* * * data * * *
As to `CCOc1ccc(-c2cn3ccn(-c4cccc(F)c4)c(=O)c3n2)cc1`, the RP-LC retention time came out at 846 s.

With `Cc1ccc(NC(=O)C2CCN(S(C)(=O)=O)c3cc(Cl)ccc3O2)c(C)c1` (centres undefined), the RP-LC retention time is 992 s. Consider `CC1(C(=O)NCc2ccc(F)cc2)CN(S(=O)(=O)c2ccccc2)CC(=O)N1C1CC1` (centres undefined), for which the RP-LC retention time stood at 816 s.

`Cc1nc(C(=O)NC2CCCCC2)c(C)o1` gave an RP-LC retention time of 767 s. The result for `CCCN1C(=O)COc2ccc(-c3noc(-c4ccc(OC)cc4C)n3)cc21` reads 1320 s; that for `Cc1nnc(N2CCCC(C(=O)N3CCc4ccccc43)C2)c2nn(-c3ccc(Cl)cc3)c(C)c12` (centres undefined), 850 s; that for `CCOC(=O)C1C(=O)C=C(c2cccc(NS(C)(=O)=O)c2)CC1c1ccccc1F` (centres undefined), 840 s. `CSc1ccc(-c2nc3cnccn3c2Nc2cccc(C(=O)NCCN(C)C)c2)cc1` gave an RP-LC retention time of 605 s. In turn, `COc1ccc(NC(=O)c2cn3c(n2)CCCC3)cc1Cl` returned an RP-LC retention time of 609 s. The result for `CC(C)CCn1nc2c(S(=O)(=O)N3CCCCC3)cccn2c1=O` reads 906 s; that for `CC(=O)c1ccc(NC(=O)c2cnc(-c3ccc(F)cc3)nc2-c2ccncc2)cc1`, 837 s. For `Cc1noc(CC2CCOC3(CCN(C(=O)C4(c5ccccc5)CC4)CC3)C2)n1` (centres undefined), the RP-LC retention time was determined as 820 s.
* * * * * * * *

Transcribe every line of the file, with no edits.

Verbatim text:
As to `CCOc1ccc(-c2cn3ccn(-c4cccc(F)c4)c(=O)c3n2)cc1`, the RP-LC retention time came out at 846 s.

With `Cc1ccc(NC(=O)C2CCN(S(C)(=O)=O)c3cc(Cl)ccc3O2)c(C)c1` (centres undefined), the RP-LC retention time is 992 s. Consider `CC1(C(=O)NCc2ccc(F)cc2)CN(S(=O)(=O)c2ccccc2)CC(=O)N1C1CC1` (centres undefined), for which the RP-LC retention time stood at 816 s.

`Cc1nc(C(=O)NC2CCCCC2)c(C)o1` gave an RP-LC retention time of 767 s. The result for `CCCN1C(=O)COc2ccc(-c3noc(-c4ccc(OC)cc4C)n3)cc21` reads 1320 s; that for `Cc1nnc(N2CCCC(C(=O)N3CCc4ccccc43)C2)c2nn(-c3ccc(Cl)cc3)c(C)c12` (centres undefined), 850 s; that for `CCOC(=O)C1C(=O)C=C(c2cccc(NS(C)(=O)=O)c2)CC1c1ccccc1F` (centres undefined), 840 s. `CSc1ccc(-c2nc3cnccn3c2Nc2cccc(C(=O)NCCN(C)C)c2)cc1` gave an RP-LC retention time of 605 s. In turn, `COc1ccc(NC(=O)c2cn3c(n2)CCCC3)cc1Cl` returned an RP-LC retention time of 609 s. The result for `CC(C)CCn1nc2c(S(=O)(=O)N3CCCCC3)cccn2c1=O` reads 906 s; that for `CC(=O)c1ccc(NC(=O)c2cnc(-c3ccc(F)cc3)nc2-c2ccncc2)cc1`, 837 s. For `Cc1noc(CC2CCOC3(CCN(C(=O)C4(c5ccccc5)CC4)CC3)C2)n1` (centres undefined), the RP-LC retention time was determined as 820 s.